What You Need to Know About Cholesterol

heart-healthIf you’re over the age of 40 and you’re reading this article then you’ve heard your doctor discuss or even check your cholesterol levels. But what does it all mean? Abbreviations, number values, and sometimes even the dreaded medication. Let’s sort through all this get a better understanding of what cholesterol is, what it does in your body, and what your cholesterol should be.

After we get a handle on what cholesterol is and what it’s role is on your body we’ll discuss how you can manage your cholesterol through nutrition. Finally, we’ll discuss cholesterol medications, what the side effects are, and what questions you should be asking your health care professional.

What is Cholesterol

Cholesterol is a a fat-like substance that is sticky like cold butter and is found in each and every one of the cells in your body. It is transported through your bloodstream in small packages called lipoproteins. Lipo (lipid), meaning “fat”, and protein packages. The fat is on the inside and the protein is on the outside.

Types of Cholesterol

There are two kinds of lipoproteins that carry cholesterol throughout your body: low-density lipoproteins (LDL) and high-density lipoproteins (HDL). Having healthy levels of both types of lipoproteins is important.

LDL cholesterol sometimes is called “bad” cholesterol. A high LDL level leads to a buildup of cholesterol in your arteries. This is what leads to heart disease. HDL cholesterol sometimes is called “good” cholesterol. This is because it carries cholesterol from other parts of your body back to your liver. Your liver removes the cholesterol from your body.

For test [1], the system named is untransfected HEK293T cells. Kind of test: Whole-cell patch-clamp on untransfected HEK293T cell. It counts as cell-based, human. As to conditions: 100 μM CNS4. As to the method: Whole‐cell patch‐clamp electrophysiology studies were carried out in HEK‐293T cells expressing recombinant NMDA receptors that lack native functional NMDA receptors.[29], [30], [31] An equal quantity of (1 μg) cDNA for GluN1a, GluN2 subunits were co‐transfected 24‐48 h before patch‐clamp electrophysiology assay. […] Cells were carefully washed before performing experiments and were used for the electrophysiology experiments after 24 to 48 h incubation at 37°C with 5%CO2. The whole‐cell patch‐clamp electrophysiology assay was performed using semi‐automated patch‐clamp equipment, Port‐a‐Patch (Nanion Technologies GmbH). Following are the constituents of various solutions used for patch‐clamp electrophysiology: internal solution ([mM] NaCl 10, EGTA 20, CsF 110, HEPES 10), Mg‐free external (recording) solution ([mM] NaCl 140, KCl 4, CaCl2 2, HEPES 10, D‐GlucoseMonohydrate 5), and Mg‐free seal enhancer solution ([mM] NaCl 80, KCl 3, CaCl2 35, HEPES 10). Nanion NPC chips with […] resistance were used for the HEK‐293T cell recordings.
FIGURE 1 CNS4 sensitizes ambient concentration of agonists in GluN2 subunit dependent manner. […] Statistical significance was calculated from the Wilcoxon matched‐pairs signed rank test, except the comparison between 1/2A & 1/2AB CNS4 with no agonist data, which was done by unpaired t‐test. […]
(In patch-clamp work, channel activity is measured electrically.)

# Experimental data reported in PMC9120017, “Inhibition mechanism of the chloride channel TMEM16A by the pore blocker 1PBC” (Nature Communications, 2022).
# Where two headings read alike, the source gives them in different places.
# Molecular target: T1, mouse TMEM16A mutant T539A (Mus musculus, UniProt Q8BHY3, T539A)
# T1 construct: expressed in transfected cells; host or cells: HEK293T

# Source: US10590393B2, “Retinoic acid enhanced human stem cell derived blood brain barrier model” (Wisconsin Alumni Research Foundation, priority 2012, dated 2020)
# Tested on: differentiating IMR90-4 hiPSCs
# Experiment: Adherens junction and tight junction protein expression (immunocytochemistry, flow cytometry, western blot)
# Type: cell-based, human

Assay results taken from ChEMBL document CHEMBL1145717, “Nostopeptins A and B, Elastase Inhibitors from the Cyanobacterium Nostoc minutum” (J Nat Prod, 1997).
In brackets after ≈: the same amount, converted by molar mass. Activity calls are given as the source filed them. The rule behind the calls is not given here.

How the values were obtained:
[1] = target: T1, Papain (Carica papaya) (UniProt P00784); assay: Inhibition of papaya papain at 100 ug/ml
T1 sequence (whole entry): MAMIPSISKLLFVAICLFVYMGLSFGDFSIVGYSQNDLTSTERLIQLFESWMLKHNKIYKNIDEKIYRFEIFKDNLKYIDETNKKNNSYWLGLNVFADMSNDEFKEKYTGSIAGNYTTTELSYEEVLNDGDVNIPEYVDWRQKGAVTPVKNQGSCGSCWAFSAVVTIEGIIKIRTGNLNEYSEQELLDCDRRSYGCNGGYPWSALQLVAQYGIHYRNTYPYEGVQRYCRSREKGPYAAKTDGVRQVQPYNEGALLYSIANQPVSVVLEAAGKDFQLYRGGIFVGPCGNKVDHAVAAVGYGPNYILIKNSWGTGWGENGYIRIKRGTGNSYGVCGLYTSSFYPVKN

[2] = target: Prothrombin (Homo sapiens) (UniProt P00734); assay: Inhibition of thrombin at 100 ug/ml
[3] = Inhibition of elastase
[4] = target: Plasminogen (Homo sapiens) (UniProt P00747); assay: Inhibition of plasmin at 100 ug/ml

Cholesterol’s Role

Cholesterol is the thing that allows you to actually move. Plants and bacteria have rigid cell walls whereas your cell walls can change shape and rigidity due to the amazing modified steroid, cholesterol. Your body also needs some cholesterol to make hormones, vitamin D, and substances that help you digest foods.

Your body makes all the cholesterol it needs. However, cholesterol also is found in some of the foods you eat. Different genotypes process the cholesterol found in foods in different ways. This is why two people eating the exact same thing every day will have drastically different cholesterol levels. Your genetics matter.

The Cholesterol Numbers Game

When you get the results of your cholesterol from you practitioner you will normally see 4

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(google images)

different values; total cholesterol, LDL cholesterol, HDL cholesterol, and triglycerides. These totals are normally measured in milligrams per deciliter.

Total cholesterol refers to the total of LDL, HDL, and triglycerides in your blood. for example if your total cholesterol is 200 mg/dl it means in each deciliter of your blood there is approximately 200 milligrams of LDL, HDL, and VLDL (very low-density lipoprotein, which is the triglyceride-carrying component of lipids which we will discuss in a separate article).